Press Council's system being 'abused'

2013-05-28 19:09

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Johannesburg - The communications department's "abuse" of the Press Council of South Africa's (PCSA) reader complaints system is concerning, the council said on Tuesday.

The PCSA was responding to department spokesperson Wisani Ngobeni, who said on Monday the council had told the department it would not investigate a complaint of unethical conduct by Sunday Times editor Phyllicia Oppelt.

Ngobeni said the council had indicated in a letter to the department that it had no powers to investigate a complaint against Oppelt.

He said the PCSA's response had raised serious questions about the PCSA's efficacy in dealing with malpractice in the press.

On Tuesday, council director Joe Thloloe said it was true that Ngobeni had been sent an e-mail from the PCSA's public advocate.

However, Ngobeni had deliberately omitted to mention that there had been a subsequent conversation between himself and public Advocate Latiefa Mobara.

"And they agreed that he would send a written argument supporting his contention that she was wrong. The complaint is still at the formulation stage," Thloloe said.

Press statement

Instead of sending the written submission, Ngobeni had "rushed" to issue his press statement, suggesting that this complaint might just be part of a political game that only tangentially touched on journalism.

"Mr Ngobeni, an experienced journalist, also knows that if he is dissatisfied with the decision of the public advocate, he is entitled to appeal to the [Press] Ombudsman," Thloloe said.

If he was still unhappy with the ombudsman's decision, he could appeal to the chair of appeals, retired judge president Bernard Ngoepe.

Thloloe urged Ngobeni and the department to use the system, as it was meant to be used before arriving at, and publishing, illogical conclusions.

According to recent reports, Oppelt gave the DA documents to hand to Parliament's ethics committee, which is conducting an inquiry into allegations against Communications Minister Dina Pule.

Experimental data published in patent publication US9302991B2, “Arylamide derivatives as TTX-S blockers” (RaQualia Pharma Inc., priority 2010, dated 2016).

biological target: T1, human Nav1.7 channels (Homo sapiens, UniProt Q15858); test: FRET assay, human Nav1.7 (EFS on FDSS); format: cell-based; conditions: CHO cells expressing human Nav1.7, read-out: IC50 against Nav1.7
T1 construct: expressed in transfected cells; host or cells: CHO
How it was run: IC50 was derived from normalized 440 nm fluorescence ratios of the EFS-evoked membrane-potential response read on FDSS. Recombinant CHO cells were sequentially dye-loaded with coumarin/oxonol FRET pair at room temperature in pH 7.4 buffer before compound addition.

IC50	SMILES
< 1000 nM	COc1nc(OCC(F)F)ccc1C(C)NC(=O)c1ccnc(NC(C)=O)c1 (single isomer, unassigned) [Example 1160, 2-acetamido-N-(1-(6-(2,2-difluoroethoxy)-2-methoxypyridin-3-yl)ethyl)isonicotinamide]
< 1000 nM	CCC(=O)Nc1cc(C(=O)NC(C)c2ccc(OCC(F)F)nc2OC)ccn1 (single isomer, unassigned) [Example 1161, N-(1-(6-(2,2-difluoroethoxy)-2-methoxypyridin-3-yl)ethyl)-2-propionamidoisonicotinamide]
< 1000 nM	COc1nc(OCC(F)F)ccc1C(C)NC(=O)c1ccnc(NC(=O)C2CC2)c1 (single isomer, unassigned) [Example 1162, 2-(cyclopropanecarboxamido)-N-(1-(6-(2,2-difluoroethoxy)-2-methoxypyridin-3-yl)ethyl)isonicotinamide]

Becoming part of the story

Oppelt told City Press she had felt obliged to do so because the Sunday Times was concerned the committee "might reach a finding based on partial or incomplete evidence".

Ngobeni responded by saying that, as a result, the Sunday Times was "no longer just the messenger", but had "become part of the story".

He cautioned against journalists becoming "lapdogs for political masters".

In April, Pule held a media conference at which she alleged that the Sunday Times was engaged in a smear and blackmail campaign against her.

She claimed business people linked to the newspaper had a vested interest in trying to secure a multi-billion rand set-top-box tender and were willing to do anything to get it.

Set-top-boxes are required for the move from analogue to digital television broadcasting.

Pule detailed several Sunday Times stories written about her which, she claimed, sought to project her as a corrupt minister who could be bribed with a pair of shoes.

In the articles she was accused of giving tenders to a boyfriend, meddling in tender processes, and interfering in the appointment of officials to the boards of state-owned enterprises.

Read more on:    sunday times  |  pcsa  |  dina pule  |  joe thloloe  |  bernard ngoepe  |  johannesburg  |  media

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